Mendele mocher sforim [Yid., = Mendele the book peddler]mĕnˈdələ môkhˈər sfôˈrĭm, pseud. of Sholem Yakov Abramovich shōˈləm yäˈkôv əbräməˈvĭch, 1836–1917, Yiddish novelist. Born in Minsk, and orphaned at 14, he traveled with beggars through Ukraine. His early writings were in Hebrew, but his later novels and short stories were written in Yiddish. He perfected a Yiddish prose style that greatly influenced later writers. Mendele translated many of his later works into Hebrew. Among his best-known writings, dealing with Jewish life in Russia, are Di kliatche [the mare] (1873) and The Travels of Benjamin the Third (1878). Strongly influenced by the secularizing trends of the Hebrew Enlightenment, or Haskalah, he attempted to influence the people to free themselves from the physical and intellectual restraints of the ghetto. He is considered the grandfather of modern Yiddish literature and the father of modern Hebrew literature.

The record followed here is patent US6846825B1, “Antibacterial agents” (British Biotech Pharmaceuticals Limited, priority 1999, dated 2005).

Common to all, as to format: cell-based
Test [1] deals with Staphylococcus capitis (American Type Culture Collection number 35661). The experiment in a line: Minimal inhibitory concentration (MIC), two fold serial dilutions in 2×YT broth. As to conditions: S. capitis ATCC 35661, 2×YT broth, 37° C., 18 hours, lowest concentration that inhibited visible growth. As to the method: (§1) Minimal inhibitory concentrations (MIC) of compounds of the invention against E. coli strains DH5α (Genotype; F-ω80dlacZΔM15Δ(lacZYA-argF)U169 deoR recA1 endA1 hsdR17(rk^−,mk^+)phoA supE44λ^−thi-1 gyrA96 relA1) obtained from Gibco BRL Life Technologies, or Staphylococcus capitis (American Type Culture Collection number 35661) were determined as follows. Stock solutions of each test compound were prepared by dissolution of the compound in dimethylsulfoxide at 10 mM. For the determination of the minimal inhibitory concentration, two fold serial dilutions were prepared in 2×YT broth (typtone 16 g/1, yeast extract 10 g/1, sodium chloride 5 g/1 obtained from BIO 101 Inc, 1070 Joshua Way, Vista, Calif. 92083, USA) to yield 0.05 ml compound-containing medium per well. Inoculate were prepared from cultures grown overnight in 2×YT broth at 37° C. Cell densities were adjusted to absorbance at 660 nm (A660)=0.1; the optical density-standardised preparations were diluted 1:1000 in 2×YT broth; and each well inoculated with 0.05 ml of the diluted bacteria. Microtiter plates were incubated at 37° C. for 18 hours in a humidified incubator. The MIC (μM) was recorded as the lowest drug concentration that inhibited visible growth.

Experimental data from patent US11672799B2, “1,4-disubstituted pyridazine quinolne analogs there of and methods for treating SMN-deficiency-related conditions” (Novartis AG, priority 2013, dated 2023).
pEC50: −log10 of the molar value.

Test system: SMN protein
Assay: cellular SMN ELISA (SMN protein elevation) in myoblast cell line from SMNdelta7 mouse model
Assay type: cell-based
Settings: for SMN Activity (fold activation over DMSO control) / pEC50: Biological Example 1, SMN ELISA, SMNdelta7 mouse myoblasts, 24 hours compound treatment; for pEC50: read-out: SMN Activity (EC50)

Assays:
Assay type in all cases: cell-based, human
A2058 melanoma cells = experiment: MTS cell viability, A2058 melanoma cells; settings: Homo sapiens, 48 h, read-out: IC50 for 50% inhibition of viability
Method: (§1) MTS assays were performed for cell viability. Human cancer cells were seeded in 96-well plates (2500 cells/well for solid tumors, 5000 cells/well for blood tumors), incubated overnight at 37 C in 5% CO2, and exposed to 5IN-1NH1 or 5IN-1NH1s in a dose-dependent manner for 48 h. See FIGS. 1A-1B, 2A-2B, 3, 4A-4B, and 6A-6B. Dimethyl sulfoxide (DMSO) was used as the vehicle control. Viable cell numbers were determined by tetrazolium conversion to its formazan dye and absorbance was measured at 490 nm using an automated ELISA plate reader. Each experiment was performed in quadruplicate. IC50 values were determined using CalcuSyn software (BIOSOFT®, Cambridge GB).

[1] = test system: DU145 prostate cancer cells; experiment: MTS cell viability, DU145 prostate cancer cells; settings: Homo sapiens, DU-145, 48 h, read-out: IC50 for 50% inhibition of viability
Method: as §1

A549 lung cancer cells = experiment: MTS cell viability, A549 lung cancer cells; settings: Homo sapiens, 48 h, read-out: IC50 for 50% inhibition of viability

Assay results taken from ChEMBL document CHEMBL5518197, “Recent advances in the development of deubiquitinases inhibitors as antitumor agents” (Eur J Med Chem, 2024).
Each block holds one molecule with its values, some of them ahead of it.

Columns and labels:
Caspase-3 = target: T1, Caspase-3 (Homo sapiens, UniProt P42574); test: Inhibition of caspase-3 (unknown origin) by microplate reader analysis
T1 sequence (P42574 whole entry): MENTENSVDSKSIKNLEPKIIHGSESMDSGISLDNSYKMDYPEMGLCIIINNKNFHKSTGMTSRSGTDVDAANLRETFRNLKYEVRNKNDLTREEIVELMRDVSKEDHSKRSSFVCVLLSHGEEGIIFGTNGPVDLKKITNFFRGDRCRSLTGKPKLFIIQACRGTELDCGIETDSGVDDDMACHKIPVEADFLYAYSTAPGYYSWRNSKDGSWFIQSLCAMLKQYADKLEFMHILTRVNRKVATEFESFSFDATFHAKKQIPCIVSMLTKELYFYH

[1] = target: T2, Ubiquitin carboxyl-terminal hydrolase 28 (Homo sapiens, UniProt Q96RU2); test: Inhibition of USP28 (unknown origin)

See studies by D. Miron (1973) and T. L. Steinberg (1977).
The Columbia Electronic Encyclopedia, 6th ed. Copyright © 2012, Columbia University Press. All rights reserved.